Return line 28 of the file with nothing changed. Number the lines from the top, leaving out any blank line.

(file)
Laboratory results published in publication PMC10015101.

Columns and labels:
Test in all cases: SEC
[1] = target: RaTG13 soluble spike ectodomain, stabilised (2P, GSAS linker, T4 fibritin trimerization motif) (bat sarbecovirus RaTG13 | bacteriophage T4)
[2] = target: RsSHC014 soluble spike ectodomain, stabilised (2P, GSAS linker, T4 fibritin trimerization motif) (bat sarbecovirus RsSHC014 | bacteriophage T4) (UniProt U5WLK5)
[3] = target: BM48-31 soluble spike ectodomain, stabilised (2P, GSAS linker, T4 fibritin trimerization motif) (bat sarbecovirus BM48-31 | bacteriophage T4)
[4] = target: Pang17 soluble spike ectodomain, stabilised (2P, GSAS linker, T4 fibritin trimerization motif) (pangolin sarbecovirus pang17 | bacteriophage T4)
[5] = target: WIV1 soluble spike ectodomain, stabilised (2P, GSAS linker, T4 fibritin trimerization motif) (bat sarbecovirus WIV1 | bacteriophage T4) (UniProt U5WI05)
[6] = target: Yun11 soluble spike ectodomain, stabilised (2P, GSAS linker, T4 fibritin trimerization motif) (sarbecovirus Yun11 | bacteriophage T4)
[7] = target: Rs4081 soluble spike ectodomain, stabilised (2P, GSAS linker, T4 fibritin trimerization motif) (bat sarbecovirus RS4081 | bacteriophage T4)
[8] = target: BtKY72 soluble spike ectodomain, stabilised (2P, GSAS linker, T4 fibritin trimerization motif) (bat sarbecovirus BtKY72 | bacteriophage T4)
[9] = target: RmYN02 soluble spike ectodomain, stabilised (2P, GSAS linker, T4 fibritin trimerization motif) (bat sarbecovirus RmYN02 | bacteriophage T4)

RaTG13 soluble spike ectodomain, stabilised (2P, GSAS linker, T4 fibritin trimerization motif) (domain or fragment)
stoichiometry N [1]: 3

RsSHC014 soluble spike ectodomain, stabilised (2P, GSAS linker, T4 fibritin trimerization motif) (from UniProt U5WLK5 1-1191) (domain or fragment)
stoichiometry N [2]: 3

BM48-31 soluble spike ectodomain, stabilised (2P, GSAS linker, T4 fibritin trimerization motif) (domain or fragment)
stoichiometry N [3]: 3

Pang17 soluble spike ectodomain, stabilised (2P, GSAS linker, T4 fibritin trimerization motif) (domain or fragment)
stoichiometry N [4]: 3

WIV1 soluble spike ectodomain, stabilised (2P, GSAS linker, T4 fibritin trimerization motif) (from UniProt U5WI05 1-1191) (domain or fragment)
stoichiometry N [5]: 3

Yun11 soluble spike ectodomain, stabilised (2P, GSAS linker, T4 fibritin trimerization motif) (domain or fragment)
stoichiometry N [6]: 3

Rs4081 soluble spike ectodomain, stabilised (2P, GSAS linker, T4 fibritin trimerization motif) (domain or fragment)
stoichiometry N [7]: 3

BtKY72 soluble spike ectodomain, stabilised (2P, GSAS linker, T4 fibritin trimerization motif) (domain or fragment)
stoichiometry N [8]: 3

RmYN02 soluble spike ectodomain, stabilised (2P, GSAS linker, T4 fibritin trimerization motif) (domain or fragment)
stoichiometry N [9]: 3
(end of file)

stoichiometry N [8]: 3